Gating of vibrotactile detection during visually guided bimanual reaches
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It is far more difficult to detect a small tactile stimulation on a finger that is moving compared to when it is static. This suppression of tactile information during motion, known as tactile gating, has been examined in some detail during single-joint movements. However, the existence and time course of this gating has yet to be examined during visually guided multi-joint reaches, where sensory feedback may be paramount. The current study demonstrated that neurologically intact humans are unable to detect a small vibratory stimulus on one of their index fingers during a bimanual reach toward visual targets. By parametrically altering the delay between the visual target onset and the vibration, it was demonstrated that this gating was even apparent before participants started moving. A follow up experiment using electromyography indicated that gating was likely to occur even before muscle activity had taken place. This unique demonstration of tactile gating during a task reliant on visual feedback supports the notion this phenomenon is due to a central command, rather than a masking of sensory signals by afferent processing during movement.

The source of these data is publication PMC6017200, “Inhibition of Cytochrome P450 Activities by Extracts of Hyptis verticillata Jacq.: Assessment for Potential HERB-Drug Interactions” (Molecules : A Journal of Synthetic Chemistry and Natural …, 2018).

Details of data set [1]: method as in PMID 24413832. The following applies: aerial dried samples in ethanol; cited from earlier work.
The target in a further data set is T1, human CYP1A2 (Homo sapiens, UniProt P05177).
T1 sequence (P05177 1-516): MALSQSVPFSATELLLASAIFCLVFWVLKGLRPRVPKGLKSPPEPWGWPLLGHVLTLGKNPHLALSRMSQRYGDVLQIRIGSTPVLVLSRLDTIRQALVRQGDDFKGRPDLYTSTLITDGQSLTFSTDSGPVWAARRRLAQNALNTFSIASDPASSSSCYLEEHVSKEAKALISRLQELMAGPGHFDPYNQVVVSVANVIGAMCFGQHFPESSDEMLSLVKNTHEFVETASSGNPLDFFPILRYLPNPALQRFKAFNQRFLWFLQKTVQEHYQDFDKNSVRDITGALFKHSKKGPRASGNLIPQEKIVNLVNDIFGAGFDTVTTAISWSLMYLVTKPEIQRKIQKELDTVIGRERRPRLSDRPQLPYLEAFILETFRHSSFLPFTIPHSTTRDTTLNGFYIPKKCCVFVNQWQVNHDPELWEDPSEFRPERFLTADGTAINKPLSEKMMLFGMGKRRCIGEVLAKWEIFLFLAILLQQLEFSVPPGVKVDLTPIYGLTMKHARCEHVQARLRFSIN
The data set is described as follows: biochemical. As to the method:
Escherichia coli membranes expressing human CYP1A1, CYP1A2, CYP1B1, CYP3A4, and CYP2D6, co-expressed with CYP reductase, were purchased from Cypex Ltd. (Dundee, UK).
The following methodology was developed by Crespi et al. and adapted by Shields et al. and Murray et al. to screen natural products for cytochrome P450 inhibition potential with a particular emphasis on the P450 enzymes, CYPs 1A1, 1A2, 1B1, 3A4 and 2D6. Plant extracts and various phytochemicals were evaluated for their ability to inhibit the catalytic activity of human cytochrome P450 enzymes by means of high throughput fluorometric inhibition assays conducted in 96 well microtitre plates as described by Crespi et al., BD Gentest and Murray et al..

KeywordsTactile gating Bimanual reaching Multisensory integration Perception and action
The authors would like to thank Dr. Matt Heath for his thought-provoking discussions on this topic. This work was supported by a 6th Century Ph.D. studentship from the College of Life Sciences and Medicine at the University of Aberdeen, and a postdoctoral research fellowship from the Department of Foreign Affairs and International Trade (DFAIT) Canada, awarded to G Buckingham. G Binsted was funded by Natural Sciences and Engineering Research Council of Canada (NSERC).
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